"welcomes the steps that the Government has taken to make it easier than ever before for people to start their own business", and states that
"the Government has created a pro-enterprise tax environment".
Those comments would cause considerable consternation in the small business community, and rightly so.
Small businesses are a vital part of our economy that we cannot choose to ignore lightly. I was struck by the new report by the Federation of Small Businesses, which suggests that without small businesses we would have no economy at all. Research shows that between 1995 and 1999, the net number of jobs created by small firms was 545,000, compared with just 218,000 created by large companies. Even more important, according to the report more than 1.5 million jobs were lost in established firms during that time, but new firms created 2.3 million jobs. That is the "churn" effect of business: as old businesses mature and eventually tail off, jobs are replenished, as my hon. Friend the Member for Tunbridge Wells said, from the gene pool of new businesses.
How do we create the next generation of new businesses? Frankly, we make it worth their while. Many in entrepreneurial circles believe that currently, the effort is not worth their while, given the endless taxation, regulation and means-testing of benefits. As a result, the benefits to those with ideas for starting micro-businesses in particular are very marginal.
This issue is important because business start-ups are stagnating. I refer the Secretary of State—as I tried to do at the beginning of the debate—to the position in Scotland, which is in stark contrast to her somewhat complacent opening remarks. The Scottish Government's review of the business birth rate strategy shows that business start-ups in Scotland have been in steady decline since 1997. The number has fallen from 24,000 in 1997 to a disappointing 16,000 in 2001. That is a 31 per cent. decline in the number of new businesses in Scotland. The Secretary of State did allude to the fact that there is a lower propensity to create small businesses outwith the south-east of England, but the fact is that the situation is getting worse. Outwith the south-east of England, fewer and fewer people are trying to set up new businesses.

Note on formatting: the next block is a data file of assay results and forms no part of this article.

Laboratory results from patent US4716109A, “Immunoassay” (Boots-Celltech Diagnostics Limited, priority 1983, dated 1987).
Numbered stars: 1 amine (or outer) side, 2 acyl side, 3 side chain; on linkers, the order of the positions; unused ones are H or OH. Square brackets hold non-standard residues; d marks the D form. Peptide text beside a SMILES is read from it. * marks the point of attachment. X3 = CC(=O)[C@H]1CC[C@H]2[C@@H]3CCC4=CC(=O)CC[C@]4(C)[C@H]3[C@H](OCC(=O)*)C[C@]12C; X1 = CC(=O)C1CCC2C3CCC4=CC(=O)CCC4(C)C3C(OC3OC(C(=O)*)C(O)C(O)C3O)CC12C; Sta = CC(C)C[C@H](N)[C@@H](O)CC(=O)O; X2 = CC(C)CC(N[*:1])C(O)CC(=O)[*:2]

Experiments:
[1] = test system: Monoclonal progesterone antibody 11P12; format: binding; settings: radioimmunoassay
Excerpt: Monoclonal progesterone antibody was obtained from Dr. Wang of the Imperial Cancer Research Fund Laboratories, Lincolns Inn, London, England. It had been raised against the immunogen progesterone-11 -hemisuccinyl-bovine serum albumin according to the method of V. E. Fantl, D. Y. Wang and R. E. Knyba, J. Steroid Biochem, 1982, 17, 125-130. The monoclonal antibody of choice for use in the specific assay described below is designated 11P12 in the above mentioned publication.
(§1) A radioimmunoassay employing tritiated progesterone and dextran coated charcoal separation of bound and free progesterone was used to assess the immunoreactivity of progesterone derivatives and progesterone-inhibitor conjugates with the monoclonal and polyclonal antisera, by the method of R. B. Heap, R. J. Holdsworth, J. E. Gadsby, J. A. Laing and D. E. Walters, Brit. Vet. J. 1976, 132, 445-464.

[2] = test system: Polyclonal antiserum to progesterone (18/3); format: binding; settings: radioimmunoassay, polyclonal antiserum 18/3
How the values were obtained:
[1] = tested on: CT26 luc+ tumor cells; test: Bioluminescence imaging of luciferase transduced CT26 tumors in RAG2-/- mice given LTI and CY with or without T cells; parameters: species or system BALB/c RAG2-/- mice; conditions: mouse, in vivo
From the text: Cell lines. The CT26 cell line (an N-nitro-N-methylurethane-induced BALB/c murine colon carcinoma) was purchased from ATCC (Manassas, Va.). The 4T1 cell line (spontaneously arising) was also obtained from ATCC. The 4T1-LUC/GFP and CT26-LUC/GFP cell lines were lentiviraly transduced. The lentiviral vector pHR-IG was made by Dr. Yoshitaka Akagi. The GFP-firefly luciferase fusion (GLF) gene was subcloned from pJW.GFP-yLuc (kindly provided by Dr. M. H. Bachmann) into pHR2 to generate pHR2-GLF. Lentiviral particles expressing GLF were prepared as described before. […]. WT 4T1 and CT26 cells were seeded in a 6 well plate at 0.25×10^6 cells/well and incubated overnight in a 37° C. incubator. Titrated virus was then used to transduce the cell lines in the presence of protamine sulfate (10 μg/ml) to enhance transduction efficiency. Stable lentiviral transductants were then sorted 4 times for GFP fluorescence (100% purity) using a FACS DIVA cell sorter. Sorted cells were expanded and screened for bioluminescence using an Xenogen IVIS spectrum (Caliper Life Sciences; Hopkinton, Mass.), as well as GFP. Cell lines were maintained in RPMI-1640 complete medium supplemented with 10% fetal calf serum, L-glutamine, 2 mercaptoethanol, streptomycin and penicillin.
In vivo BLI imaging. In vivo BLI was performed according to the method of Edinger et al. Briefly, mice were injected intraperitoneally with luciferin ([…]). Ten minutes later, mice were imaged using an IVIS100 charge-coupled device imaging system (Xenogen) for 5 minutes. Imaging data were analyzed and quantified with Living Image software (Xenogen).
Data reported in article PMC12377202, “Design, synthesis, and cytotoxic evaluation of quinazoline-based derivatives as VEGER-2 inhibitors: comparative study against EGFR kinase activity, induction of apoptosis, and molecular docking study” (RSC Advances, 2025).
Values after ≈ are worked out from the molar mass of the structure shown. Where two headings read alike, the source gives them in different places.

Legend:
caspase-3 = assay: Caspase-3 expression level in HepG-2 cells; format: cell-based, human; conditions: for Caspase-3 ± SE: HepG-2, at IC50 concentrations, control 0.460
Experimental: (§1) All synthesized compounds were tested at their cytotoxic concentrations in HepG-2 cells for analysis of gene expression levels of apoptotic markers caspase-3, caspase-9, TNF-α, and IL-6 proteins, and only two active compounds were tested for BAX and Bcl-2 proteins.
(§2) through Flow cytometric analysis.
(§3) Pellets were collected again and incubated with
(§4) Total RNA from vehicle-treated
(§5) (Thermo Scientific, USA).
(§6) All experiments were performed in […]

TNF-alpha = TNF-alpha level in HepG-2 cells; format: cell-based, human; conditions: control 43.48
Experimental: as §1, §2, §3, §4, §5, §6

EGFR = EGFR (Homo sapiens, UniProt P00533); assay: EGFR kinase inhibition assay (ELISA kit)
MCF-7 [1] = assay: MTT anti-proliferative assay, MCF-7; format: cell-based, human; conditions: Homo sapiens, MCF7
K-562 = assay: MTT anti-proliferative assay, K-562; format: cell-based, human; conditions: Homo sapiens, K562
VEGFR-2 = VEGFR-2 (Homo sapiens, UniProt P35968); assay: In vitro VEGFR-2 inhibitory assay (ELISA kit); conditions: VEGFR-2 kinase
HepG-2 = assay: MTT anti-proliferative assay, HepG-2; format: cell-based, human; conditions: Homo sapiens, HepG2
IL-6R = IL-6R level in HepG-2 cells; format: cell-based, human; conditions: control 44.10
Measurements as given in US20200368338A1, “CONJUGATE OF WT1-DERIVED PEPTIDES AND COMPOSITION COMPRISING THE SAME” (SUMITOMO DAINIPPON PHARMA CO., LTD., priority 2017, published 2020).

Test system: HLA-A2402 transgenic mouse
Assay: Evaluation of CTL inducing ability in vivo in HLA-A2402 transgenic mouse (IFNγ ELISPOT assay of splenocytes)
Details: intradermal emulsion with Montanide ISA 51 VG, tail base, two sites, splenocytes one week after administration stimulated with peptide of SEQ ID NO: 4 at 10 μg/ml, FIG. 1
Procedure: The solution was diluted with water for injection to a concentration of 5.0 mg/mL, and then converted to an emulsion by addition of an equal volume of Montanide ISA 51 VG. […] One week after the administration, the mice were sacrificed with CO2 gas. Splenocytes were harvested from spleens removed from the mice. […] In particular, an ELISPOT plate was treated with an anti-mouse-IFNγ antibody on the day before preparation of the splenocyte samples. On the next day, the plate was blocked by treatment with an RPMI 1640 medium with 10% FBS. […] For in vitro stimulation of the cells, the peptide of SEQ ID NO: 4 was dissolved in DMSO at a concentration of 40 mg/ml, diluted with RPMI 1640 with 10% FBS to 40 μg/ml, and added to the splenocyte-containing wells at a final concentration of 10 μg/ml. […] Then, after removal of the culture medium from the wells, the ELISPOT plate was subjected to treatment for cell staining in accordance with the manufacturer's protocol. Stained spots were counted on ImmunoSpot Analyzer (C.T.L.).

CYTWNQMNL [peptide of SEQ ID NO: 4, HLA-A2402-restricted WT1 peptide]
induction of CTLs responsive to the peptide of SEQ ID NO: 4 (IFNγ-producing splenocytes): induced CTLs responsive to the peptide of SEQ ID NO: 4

Of course, part of the reason why we need continually to set up an increasing number of new businesses is that we are losing an increasing number at the other end. In Scotland, 2,500 businesses were liquidated or declared bankrupt in the first half of 2002—an increase of almost 15 per cent. on the previous year. Why are businesses being regulated? It is in some respects because their eye has been taken off the ball in respect of having to cope with the endless stream of regulations from the Government.
Every time I visit a small business in my constituency, I am struck by the marginal effort—the late night effort—that has to be taken into account when dealing with regulations. There is a belief within Government circles that introducing regulation will only have a marginal effect in itself, but the simple fact is, as my hon. Friend the Member for Tunbridge Wells said, that it has a cumulative effect. Another regulation is another half hour every month to complete a burden that can be so destructive of a small business's ability to compete in its marketplace.